It's not really possible these days to not know about the growing problem in the world of income inequality, and the accompanying statistics involving the slim percentage of the population that holds a larger and larger portion of the world's wealth. As it turns out, a similar dynamic was developed within the world of Bitcoin, as a new Bloomberg story highlights the thousand investors who own 40 percent of the bitcoins in the world.
With Bitcoin continuing to grow and grow monetarily, it's easy to figure out why a concentration of investors are getting so much of the action – most people can no longer afford to play. But the situation reflects deeper ramifications for anybody who might be thinking of getting on the Bitcoin train, which is that these thousand power players can work together to influence the value of bitcoins. Here's how BlockTower Capital co-founder Ari Paul summed it up simply: "As in any asset class, large individual holders and large institutional holders can and do collude to manipulate price."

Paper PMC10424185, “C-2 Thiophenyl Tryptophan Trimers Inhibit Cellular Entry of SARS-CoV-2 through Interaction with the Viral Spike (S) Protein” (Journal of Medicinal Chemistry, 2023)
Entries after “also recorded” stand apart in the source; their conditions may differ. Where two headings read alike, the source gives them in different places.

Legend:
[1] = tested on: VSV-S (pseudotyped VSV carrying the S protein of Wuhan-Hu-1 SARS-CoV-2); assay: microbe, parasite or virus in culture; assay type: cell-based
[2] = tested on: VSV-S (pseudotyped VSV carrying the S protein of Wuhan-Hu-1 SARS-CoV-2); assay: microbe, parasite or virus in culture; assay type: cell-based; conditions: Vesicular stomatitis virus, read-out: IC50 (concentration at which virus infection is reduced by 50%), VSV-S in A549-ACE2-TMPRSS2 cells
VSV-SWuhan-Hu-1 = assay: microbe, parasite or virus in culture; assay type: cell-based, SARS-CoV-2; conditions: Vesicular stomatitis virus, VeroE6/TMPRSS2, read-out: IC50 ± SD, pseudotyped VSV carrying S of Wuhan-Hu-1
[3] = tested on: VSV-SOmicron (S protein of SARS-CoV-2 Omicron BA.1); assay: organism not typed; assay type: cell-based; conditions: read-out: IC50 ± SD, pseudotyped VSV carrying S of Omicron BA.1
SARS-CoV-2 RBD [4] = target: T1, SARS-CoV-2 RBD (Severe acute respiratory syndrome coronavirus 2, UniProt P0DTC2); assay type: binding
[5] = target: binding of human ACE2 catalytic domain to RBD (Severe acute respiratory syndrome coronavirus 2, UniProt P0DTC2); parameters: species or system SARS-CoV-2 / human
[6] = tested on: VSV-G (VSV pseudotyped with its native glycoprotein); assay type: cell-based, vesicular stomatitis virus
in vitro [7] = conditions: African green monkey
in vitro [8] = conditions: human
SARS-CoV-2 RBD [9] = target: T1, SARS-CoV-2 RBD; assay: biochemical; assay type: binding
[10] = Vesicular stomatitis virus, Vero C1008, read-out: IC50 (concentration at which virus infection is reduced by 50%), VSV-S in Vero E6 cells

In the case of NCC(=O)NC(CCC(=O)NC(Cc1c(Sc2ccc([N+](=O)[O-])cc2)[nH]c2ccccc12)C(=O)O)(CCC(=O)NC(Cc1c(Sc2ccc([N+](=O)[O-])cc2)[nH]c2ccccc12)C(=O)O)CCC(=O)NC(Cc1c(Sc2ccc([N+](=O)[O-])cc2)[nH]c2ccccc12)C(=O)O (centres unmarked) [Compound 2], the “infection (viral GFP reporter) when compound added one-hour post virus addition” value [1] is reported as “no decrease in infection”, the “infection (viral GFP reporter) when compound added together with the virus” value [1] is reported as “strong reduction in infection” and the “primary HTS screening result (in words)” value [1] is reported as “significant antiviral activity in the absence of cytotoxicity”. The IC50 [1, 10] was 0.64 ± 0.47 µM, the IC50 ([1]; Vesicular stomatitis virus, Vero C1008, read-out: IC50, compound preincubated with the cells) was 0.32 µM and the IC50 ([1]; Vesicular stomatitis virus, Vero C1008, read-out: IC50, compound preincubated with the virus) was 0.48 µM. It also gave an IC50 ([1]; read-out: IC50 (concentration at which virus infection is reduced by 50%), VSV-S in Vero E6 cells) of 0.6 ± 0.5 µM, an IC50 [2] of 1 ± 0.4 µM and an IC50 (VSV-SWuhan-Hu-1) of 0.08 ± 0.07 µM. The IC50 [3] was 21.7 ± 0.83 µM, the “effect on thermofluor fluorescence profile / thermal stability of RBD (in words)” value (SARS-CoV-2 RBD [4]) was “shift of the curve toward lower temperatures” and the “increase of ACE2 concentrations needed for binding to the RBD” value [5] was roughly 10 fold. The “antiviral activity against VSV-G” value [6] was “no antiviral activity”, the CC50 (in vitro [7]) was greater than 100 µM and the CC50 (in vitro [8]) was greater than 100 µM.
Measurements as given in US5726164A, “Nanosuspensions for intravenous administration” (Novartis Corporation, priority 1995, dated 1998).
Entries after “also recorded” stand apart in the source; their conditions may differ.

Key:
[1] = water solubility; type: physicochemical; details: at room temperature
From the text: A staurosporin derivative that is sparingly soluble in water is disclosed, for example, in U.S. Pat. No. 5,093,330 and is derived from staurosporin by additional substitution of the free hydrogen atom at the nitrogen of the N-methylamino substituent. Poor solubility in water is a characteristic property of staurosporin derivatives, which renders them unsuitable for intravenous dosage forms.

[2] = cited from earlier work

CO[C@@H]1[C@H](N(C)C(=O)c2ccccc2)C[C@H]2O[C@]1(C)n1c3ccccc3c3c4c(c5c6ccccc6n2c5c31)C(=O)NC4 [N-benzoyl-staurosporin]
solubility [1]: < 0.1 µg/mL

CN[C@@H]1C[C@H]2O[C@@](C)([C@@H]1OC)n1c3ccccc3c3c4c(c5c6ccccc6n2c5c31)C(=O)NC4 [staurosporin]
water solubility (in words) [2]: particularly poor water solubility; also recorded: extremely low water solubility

Another reason so many bitcoins belong to so few is because the cryptocurrency mining system has rewarded early adopters, since at the beginning of the process it was much easier and less costly to mine bitcoins for yourself. One illustrative example would be Satoshi Nakamoto, the pseudonymous "father of Bitcoin," and who is believed to have roughly 980,000 bitcoins to his (fake) name, valued as of this writing at more than $15 billion, and which comes to about five percent of all the bitcoins now in existence. He first started using software to mine bitcoins back in 2009, when almost nobody was interested in the cryptocurrency, but a curious individual would now need tons of money to acquire even a fraction of what he was able to accumulate so easily.